“Father, the hour has come. Give glory to your son, so that your son may glorify you…” (John 17:1).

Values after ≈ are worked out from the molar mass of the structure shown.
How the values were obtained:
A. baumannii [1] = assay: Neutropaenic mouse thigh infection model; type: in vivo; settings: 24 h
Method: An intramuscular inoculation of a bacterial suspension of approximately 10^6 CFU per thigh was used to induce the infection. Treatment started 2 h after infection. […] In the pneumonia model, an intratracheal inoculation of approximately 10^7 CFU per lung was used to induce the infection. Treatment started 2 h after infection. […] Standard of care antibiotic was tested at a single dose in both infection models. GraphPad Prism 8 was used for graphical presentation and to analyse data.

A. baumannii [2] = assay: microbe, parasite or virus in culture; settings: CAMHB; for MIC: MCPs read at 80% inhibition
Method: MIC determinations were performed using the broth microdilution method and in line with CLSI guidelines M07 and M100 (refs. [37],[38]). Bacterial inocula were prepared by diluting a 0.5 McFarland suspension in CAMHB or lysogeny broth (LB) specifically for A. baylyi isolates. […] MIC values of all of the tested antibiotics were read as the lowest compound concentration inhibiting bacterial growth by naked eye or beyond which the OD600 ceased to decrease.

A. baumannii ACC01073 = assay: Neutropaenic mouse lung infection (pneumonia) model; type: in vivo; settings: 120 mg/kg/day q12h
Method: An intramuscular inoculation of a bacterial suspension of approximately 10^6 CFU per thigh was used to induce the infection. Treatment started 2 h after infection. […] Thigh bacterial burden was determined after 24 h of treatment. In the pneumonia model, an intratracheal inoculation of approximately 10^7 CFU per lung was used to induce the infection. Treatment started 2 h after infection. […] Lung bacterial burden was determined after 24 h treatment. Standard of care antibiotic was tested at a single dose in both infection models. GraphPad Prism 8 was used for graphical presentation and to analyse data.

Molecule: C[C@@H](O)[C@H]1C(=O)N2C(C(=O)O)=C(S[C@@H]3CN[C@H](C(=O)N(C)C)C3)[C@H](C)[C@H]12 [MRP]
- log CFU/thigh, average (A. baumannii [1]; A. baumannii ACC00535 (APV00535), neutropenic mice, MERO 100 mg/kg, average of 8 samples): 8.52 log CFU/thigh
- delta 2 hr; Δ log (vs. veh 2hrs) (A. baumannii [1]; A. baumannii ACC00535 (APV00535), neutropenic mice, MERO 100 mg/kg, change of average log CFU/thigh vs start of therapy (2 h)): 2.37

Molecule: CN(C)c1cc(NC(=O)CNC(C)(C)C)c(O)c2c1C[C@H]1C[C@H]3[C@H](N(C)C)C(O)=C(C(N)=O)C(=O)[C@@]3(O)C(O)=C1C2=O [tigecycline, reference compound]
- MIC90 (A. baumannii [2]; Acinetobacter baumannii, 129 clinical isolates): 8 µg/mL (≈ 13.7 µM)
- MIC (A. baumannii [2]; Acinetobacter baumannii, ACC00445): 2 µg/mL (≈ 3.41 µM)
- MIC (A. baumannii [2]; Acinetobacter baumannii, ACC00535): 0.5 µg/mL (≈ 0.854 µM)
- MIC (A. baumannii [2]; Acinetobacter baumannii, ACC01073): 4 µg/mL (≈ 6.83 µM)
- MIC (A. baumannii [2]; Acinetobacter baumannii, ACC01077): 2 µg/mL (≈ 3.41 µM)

At first glance, there seems to be a number of contradictions or tensions in the special time or hour. Christ will be “glorified” because it was for this hour that he came into the world. We are talking here, obviously, not about a sixty minute period but rather about what might be called “the appointed time”. His fidelity to the Father and the accomplishment of his saving work would indeed bring him glory; and yet, there was something within him that would have preferred another way. Why is this? Given his identity, there was no way that Jesus could be touched by sin or concupiscence. There is a harmony between his human and divine natures. Nevertheless, there appears to be a momentary hesitation. “My Father, if you are willing, take this cup away from me; still, not my will but yours be done” (Luke 22:42). We are not dealing with cowardice or even simple fear. Only a deranged or morally sick person would want to suffer and die a painful death. Jesus was a divine person, but his human nature was whole and intact. This experience is the ultimate proof that Jesus was no phantom pretending to be a man. Any healthy and sane human being would agonize over the prospect of being tortured and murdered. Facing the harsh truth about mortality, we become intimately engaged with reality and the ultimate questions. We want to live and know happiness. We do not want to suffer and die. Given that our Lord was the sinless one, the absurdity of death is even clearer. Death was a consequence of sin. Jesus did not have to die. However, he made himself a sin-offering, dying that we might know eternal life. He satisfies the redemptive price that we owed but could not pay. Jesus experiences the explosive power of “an existential angst” but notice how he immediately responds. He rededicates himself to the mission given him by his Father. There is no getting around it or running away. The Son of Man is betrayed by a friend into the hands of sinners. And yet, divine providence is still running its course.